Two 36′ long x 3′ wide redwood bridges at the Sea Life Park in Waimanolo, Hawaii were rotting out and being replaced every two to five years, which was not only costly, but extremely inconvenient. Since the redwood bridges cross from the shore to the boat in the middle of the dolphin tanks, the dolphin shows for the public had to be closed down for two weeks to replace the bridges.
Sea Life Park General Manager, Jay Dowsett, and his staff found an ideal solution when they selected bridges fabricated of fiberglass support structures with decks of treated douglas fir.
The main support of each bridge is a 24″ I-beam fabricated of EXTREN® structural shapes. Two I-beams are used for each gangway. Sea Life Park is located near the ocean and the bridges cross over the salt water dolphin tanks. This naturally corrosive environment quickly corrodes steel, aluminum and stainless steel. The fiberglass/wood bridges appear to be completely corrosion free except for the stainless steel fasteners, which showed signs of corrosion less than a year after installation. In addition, several hundred lineal feet of EXTREN® 2″ x 1/4″ round tube installed four years ago for fiberglass fences and gates, some of which were totally immersed in water, are still performing very well and have a “good as new” appearance.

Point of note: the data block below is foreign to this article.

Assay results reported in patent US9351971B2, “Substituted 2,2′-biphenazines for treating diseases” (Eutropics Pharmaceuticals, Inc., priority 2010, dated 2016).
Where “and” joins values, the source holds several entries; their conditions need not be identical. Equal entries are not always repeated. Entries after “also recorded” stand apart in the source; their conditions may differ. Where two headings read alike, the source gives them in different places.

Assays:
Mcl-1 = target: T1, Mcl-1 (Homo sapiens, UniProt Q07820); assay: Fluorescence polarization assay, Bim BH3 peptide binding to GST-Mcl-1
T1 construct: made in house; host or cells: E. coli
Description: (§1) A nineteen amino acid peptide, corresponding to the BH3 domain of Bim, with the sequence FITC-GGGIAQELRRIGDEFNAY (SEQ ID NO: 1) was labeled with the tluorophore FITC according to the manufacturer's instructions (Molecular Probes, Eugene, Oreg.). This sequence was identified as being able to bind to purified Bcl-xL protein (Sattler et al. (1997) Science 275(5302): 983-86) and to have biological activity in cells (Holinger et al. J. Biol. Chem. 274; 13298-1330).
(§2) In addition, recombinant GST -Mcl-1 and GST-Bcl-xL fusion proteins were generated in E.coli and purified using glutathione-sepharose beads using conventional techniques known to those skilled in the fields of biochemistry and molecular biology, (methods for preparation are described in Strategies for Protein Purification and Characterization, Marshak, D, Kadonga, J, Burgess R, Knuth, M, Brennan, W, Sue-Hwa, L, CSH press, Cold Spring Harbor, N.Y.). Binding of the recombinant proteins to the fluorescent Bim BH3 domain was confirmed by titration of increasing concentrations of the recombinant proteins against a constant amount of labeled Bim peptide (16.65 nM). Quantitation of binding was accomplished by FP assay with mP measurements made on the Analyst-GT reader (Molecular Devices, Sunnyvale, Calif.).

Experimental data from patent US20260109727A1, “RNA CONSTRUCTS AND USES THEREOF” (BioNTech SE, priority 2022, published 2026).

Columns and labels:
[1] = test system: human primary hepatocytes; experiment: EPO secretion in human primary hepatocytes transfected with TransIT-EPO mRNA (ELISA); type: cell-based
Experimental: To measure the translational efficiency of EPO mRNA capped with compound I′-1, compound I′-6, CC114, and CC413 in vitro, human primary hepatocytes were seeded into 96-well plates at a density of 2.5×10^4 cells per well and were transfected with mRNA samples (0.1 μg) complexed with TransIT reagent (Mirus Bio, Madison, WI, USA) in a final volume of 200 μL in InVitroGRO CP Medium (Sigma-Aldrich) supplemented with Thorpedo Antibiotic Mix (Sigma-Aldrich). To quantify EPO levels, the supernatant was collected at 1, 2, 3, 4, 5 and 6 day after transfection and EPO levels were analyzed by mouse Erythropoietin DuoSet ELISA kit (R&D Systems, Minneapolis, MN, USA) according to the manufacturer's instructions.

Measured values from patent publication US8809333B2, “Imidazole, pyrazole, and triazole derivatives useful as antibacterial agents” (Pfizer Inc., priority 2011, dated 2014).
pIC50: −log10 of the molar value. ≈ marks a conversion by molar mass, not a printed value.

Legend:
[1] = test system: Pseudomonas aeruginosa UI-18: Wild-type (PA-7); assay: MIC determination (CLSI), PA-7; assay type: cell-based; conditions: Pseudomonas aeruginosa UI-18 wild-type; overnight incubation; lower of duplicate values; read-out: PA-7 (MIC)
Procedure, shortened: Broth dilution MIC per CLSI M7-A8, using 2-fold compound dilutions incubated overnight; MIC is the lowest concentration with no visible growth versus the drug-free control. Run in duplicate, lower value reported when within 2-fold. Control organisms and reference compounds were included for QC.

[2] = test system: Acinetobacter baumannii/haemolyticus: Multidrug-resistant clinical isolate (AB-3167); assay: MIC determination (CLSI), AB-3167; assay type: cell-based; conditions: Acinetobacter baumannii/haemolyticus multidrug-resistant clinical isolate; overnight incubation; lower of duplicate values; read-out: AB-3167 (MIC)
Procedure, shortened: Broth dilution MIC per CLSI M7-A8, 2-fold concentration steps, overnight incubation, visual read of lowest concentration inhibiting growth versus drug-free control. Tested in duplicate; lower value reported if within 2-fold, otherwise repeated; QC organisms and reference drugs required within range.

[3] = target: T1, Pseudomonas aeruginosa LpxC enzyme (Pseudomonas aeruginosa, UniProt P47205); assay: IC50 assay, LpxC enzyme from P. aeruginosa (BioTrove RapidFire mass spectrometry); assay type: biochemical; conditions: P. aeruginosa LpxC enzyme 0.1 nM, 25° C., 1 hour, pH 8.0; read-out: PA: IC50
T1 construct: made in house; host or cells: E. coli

Steve Kaiser, Facilities Management Director said the fiberglass bridge superstructure and fencing in the park looks great. “I anticipate that we will replace the wood decks several times before the fiberglass ever needs replacing.”
This case study is courtesy Strongwell